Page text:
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Books We’re Reading: Non-fiction

Non fiction books for children that we love.

Emma’s Poem: The Voice of the Statue of Liberty was the hit story of the week! I picked it up at the library because I love the poem inscribed at the base of the Statue of Liberty, but knew nothing about its author. It turns out that Emma Lazarus was an exceptional woman, and I definitely recommend borrowing the book to learn more about her!

Since Emma’s Poem touches on immigration in the US in the late 1800s, I thought I would also highlight Green Card Stories – a book for adults that addresses immigration today. The book highlights an incredibly diverse selection of fifty recent US immigrants, each with permanent residence or citizenship – with gorgeous photographs accompanying each story.

I love the way the illustrations in A Man on the Moon give children a clear idea of what the first moonwalk was like! The story is told simply and clearly.

The Goat in the Rug stands on the fringes of non-fiction, since it is told (quite entertainingly) from the goat’s point of view, but it is described as a true story – right down to the details of the goat eating the plants intended for use as natural dyes with the result that the weaver gives up and purchases commercial dyes to use instead.

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MaryAnne is a craft loving educator, musician, photographer, and writer who lives in Silicon Valley with her husband Mike and their four children.

12 thoughts on “Books We’re Reading: Non-fiction”

  1. Emma @ My Book Corner

    Man on The Moon and Green Card in particular look v good – I’ll be looking out for those!! Thanks!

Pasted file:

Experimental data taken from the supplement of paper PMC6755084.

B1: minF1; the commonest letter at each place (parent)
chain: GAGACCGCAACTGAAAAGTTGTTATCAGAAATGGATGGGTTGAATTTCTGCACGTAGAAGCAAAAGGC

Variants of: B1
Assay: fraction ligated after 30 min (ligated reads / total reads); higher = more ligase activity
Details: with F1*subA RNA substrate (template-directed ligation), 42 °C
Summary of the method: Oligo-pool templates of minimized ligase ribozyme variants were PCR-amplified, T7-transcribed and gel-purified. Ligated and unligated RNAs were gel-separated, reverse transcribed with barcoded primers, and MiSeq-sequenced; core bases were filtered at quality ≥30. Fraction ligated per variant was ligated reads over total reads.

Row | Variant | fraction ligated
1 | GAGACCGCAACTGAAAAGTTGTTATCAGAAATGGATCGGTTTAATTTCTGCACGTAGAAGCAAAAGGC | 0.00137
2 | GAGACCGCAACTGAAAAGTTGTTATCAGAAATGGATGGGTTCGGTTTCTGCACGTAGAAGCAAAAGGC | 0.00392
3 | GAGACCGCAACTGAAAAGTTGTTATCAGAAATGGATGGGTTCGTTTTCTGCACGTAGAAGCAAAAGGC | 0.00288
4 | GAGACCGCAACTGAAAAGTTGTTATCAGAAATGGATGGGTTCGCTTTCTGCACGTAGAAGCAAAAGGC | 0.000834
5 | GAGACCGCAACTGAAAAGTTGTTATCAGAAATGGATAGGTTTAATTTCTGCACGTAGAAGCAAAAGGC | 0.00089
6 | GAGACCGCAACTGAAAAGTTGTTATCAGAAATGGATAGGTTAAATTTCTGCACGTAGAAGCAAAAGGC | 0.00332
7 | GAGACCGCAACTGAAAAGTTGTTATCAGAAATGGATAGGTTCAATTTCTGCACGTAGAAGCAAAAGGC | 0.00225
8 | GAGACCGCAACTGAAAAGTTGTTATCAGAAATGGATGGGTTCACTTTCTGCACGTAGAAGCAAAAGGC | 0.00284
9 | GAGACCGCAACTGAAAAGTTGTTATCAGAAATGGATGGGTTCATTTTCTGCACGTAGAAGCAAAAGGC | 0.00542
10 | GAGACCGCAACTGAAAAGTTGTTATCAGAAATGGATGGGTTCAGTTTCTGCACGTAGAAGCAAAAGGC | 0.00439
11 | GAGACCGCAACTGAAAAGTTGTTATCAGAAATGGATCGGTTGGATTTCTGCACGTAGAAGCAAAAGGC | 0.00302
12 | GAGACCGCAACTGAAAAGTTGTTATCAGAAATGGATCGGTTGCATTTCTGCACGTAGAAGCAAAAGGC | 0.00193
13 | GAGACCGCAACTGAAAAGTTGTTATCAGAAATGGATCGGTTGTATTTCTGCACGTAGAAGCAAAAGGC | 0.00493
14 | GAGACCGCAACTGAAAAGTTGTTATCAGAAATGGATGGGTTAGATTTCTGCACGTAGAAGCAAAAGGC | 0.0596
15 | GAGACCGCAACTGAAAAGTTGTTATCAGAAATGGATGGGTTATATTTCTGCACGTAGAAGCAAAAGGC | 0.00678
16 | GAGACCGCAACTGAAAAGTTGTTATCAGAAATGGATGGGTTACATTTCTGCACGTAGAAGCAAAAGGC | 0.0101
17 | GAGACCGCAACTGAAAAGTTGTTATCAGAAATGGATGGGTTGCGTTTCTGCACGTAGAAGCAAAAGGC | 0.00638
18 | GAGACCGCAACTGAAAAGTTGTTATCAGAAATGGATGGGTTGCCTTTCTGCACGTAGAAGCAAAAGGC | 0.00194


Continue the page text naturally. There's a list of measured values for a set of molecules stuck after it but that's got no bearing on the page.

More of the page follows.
There’s a plethora of Titanic related fiction and non-fiction books coming out ‘down-under’ at the moment.

  2. Thanks for the recommendations! I love when learning something sparks a new interest! I really want to check out the Goat in the Rug and my son loves astronauts so A Man on the Moon would be great!

  3. I love seeing what books older children can read – gives me a look into the future for some reason I can remember my childhood books but books from when I was around 8 onwards all blur together as I was such an avid reader

  4. Oh, green card book sounds interesting considering that this is how both me and Lars came here. Thanks for joining WMCIR!

    1. Green Card presents mini-stories (one page, small type) for each of the fifty people. Overwhelming for a child, but I would actually recommend it for a teenager, say aged 14 or older. Maybe younger, if they had a strong interest in immigration. And the photography balances out the intensity of the text nicely.

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